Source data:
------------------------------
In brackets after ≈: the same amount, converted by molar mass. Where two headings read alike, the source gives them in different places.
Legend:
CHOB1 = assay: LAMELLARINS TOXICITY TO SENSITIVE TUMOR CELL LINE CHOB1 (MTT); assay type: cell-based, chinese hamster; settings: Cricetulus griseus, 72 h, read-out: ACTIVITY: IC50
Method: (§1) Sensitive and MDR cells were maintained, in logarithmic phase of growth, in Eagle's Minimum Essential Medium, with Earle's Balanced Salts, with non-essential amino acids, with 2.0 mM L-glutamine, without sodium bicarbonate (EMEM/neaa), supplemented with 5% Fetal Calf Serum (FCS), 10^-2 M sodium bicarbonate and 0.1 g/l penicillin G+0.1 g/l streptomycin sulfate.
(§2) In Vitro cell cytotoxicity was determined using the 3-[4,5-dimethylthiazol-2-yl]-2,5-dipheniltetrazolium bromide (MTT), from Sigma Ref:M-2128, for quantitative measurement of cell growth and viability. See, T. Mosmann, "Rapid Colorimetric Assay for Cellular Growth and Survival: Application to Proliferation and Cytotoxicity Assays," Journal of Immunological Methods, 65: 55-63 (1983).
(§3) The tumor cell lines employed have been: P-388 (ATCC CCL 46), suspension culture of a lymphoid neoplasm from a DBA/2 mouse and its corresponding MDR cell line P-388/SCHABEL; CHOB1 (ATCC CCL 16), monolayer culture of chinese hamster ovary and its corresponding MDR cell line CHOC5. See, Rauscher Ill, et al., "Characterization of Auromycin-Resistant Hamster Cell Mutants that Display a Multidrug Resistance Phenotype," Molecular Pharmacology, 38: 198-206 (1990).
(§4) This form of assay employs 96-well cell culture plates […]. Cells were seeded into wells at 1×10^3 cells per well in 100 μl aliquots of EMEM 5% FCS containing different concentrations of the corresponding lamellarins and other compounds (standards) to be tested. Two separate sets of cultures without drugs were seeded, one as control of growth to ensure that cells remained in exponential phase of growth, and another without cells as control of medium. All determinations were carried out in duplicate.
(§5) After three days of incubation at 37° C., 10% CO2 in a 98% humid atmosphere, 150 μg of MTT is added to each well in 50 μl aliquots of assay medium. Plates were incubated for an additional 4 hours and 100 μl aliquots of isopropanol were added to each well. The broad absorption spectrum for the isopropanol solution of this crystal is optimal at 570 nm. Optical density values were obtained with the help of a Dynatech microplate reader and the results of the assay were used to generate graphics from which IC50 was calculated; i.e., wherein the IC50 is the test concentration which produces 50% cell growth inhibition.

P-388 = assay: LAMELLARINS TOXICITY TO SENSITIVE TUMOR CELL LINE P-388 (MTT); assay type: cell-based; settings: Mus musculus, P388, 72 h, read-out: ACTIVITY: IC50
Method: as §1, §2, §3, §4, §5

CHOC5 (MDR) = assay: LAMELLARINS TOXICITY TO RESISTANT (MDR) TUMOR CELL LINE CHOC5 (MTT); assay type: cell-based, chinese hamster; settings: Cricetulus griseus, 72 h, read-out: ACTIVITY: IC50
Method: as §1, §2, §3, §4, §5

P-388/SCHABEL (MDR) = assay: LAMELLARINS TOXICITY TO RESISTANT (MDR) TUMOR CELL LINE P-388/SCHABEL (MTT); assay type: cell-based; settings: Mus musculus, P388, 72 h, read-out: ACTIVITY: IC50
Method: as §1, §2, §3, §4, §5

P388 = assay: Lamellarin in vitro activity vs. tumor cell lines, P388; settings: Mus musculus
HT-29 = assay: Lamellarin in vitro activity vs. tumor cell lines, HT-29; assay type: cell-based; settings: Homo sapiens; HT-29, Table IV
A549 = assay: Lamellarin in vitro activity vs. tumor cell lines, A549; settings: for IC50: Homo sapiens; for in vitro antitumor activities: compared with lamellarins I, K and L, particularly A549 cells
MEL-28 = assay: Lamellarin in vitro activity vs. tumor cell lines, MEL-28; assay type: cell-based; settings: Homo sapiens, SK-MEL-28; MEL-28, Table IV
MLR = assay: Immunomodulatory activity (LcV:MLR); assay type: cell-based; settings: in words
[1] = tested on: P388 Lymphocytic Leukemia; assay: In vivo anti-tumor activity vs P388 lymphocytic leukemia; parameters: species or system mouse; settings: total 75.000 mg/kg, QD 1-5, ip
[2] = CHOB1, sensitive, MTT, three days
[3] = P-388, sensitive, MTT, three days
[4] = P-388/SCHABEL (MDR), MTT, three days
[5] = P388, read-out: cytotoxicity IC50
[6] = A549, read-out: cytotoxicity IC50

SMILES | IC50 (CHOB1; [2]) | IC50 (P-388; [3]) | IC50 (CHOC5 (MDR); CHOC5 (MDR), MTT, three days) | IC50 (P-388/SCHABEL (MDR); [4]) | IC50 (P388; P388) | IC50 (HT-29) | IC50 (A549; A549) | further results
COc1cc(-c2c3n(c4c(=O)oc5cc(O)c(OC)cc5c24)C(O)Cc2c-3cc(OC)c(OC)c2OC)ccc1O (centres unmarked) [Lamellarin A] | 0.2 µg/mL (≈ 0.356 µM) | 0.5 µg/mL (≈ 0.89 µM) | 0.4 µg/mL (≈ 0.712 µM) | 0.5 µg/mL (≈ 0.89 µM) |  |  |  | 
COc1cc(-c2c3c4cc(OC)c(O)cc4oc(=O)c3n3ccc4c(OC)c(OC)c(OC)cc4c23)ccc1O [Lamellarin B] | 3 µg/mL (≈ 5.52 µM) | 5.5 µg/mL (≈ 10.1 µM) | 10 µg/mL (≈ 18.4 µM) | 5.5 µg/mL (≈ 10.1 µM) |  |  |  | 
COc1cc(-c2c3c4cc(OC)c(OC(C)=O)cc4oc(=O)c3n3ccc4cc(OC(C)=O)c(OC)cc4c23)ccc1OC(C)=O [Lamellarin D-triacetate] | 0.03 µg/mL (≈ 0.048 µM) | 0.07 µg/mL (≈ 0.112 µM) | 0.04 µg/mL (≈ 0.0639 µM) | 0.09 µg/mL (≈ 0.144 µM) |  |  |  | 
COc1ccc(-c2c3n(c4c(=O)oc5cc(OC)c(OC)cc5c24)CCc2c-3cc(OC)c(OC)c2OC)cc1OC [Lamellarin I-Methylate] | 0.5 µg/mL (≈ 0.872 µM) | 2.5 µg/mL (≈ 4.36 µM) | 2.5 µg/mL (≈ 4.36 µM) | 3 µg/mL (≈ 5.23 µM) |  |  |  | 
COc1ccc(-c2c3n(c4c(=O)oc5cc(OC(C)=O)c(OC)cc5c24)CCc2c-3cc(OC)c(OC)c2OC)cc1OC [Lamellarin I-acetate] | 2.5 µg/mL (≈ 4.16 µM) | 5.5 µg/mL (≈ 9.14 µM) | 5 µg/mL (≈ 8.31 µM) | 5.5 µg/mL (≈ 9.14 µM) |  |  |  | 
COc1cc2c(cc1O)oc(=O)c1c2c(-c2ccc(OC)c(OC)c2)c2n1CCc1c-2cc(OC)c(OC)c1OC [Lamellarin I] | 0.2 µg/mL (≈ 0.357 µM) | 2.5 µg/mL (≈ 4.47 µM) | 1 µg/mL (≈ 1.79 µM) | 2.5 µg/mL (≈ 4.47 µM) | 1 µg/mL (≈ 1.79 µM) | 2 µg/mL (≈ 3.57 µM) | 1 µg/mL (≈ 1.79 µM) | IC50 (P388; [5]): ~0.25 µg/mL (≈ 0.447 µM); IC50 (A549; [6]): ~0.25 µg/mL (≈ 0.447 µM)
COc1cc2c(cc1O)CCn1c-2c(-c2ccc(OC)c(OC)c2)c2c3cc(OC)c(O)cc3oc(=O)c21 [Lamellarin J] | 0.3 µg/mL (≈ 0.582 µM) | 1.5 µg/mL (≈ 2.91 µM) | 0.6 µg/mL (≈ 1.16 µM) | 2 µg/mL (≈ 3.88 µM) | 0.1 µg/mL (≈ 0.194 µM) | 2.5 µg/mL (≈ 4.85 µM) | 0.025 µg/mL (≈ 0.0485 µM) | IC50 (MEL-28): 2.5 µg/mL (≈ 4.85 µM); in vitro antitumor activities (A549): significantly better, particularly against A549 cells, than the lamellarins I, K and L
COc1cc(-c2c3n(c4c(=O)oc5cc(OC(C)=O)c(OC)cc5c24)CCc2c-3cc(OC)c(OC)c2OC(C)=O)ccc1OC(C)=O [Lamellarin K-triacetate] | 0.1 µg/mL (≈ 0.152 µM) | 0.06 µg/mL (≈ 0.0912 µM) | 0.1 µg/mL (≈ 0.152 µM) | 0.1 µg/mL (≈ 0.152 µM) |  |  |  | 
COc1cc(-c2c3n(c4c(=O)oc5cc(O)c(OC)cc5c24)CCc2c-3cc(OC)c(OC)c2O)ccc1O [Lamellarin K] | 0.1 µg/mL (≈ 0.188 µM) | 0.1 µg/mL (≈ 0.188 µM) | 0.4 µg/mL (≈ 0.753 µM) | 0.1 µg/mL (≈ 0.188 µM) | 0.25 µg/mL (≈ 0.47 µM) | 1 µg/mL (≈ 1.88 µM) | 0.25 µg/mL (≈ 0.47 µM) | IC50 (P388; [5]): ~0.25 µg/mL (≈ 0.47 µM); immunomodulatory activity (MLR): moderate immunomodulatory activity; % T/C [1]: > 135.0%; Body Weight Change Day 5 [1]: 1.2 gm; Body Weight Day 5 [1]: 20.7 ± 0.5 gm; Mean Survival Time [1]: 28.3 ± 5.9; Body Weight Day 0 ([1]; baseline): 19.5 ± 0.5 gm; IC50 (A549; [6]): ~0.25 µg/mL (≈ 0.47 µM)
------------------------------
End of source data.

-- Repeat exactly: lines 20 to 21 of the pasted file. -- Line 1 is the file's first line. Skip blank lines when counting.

[1] = tested on: P388 Lymphocytic Leukemia; assay: In vivo anti-tumor activity vs P388 lymphocytic leukemia; parameters: species or system mouse; settings: total 75.000 mg/kg, QD 1-5, ip
[2] = CHOB1, sensitive, MTT, three days